The ball is larger, soft and spongy, with a bell tucked inside.

Before the player serves they must shout ‘ready, go’ to alert the other player.

The rules allow for the ball to bounce on the ground between one and three times depending on the visual classification of the player.

The bounce ensures that the adapted ball rings and allows players to gage in which direction the ball is coming from.

At the tournament Paul Gillett, Maja Vojnovic, Brenda Cassell, Aemonn Shearing, Everton Amos, and Christine Lawrence from the UK are all classed as B3 players.

Husband and wife duo Allan and Johanna Turnbull both have a B2 classification, and Maria Oshodi, who joined in the fun and played friendly matches, did not compete in the tournament and has a B1 classification.

Joe Enriles organised the matches at Sandpits, having researched visually impaired tennis and sorted the players in different categories depending on their eyesight classification.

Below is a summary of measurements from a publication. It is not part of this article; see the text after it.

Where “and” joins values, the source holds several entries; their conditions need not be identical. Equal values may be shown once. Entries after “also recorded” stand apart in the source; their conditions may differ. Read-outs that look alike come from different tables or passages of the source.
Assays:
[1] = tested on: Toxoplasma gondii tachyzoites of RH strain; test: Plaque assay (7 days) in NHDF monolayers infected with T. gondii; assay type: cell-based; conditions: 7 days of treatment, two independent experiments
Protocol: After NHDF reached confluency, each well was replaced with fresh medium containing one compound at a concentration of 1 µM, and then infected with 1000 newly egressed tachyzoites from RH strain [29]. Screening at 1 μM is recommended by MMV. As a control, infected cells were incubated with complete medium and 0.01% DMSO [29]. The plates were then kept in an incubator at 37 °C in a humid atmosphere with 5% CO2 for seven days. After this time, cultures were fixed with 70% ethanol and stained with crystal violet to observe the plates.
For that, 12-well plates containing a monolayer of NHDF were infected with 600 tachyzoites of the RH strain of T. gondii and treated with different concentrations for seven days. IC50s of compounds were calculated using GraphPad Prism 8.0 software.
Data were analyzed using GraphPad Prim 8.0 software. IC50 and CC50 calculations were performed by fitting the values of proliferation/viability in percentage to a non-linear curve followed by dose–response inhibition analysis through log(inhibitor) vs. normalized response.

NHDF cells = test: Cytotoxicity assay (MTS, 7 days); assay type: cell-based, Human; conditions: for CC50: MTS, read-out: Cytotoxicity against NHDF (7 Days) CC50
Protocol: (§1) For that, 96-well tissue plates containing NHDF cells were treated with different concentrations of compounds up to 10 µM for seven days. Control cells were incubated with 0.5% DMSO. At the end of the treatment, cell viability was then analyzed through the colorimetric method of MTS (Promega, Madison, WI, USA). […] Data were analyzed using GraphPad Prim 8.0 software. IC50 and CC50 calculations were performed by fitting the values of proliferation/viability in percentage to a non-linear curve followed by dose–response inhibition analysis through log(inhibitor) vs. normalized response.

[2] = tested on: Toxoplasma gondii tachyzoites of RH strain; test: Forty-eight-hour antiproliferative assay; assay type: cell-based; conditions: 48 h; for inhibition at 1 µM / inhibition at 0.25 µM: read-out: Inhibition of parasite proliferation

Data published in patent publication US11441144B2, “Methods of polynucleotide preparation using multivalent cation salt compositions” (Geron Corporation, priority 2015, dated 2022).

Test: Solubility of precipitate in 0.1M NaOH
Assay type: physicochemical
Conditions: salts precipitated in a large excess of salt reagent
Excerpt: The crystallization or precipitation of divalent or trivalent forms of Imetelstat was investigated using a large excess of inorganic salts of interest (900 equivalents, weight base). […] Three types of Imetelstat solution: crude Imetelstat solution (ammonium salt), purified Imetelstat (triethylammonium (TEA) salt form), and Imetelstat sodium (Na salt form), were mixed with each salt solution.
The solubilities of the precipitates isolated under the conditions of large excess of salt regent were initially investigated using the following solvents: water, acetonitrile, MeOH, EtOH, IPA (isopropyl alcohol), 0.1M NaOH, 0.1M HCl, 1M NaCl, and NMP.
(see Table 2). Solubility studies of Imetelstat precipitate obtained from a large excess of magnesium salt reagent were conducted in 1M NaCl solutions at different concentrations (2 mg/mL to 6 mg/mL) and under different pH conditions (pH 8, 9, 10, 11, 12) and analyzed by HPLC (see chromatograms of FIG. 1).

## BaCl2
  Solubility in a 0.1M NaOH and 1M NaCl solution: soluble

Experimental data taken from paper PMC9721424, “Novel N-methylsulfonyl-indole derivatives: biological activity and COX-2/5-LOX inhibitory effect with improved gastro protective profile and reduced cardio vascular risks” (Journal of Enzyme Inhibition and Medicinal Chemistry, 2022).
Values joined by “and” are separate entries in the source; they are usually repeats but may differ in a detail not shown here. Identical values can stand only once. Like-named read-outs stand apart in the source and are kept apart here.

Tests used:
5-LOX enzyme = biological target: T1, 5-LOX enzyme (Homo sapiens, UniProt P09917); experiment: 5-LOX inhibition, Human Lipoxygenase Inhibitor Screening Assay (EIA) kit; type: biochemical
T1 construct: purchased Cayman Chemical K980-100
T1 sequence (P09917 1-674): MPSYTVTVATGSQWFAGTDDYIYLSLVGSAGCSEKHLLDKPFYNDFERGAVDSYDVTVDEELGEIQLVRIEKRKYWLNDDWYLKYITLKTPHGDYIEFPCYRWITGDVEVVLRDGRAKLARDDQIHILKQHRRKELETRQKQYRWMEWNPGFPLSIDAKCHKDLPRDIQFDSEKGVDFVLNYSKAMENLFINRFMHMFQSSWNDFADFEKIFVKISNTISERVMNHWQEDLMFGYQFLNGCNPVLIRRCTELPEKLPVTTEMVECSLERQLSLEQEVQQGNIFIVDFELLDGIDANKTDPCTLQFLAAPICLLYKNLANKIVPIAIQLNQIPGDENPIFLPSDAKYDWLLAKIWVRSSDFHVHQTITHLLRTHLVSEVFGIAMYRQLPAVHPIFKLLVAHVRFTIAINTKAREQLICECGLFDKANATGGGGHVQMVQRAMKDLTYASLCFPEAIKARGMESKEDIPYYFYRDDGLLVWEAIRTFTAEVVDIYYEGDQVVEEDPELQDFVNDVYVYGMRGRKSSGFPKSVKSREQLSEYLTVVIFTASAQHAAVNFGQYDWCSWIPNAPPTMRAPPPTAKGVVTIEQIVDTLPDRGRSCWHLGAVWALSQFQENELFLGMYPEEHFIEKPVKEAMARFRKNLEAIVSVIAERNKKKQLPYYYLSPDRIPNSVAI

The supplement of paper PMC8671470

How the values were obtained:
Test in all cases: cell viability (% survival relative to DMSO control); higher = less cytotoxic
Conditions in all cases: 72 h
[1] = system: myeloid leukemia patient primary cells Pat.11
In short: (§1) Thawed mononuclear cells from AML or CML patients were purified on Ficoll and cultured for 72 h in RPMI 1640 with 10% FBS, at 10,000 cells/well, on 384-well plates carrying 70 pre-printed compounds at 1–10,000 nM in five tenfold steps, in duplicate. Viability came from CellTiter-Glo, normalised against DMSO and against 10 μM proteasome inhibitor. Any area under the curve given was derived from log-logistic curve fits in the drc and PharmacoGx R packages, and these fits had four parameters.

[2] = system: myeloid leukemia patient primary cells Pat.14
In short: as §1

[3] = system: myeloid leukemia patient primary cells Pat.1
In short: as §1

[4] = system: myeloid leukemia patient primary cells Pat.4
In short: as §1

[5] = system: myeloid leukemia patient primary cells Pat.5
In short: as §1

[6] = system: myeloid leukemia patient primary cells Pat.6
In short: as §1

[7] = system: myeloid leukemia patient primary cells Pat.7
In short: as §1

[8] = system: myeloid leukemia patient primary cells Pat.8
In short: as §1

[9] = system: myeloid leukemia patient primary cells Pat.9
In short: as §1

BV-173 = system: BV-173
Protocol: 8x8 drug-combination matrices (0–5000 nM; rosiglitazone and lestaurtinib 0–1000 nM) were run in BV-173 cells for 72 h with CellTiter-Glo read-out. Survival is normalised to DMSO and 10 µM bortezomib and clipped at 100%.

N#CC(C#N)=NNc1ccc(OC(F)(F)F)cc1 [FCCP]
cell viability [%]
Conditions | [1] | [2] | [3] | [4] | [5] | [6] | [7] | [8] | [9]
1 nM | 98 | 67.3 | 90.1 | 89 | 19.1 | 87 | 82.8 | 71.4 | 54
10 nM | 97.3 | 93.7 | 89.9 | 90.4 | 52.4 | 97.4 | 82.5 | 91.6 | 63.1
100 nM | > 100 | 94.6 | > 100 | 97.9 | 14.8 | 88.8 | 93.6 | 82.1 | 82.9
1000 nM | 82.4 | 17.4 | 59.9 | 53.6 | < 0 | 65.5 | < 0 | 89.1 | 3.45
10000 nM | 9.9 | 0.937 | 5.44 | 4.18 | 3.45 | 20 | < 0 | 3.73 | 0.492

Mr Fisher, who has B3 eyesight, will be competing in today’s final against Ms Cassell, having each played four matches over the past week.

He added that it has been fun organising the tournament and playing with the other players.

Mr Fisher told the Chronicle he starting playing visually impaired tennis six years ago with his dad.

“It gave me something to do in the summer,” Mr Fisher said.

“He googled it and found these rules for tennis. Then my dad found tournaments in England and he entered me in one of the tournaments when he was dropping me off at university.

When I played in that tournament it was the first time I ever played properly.”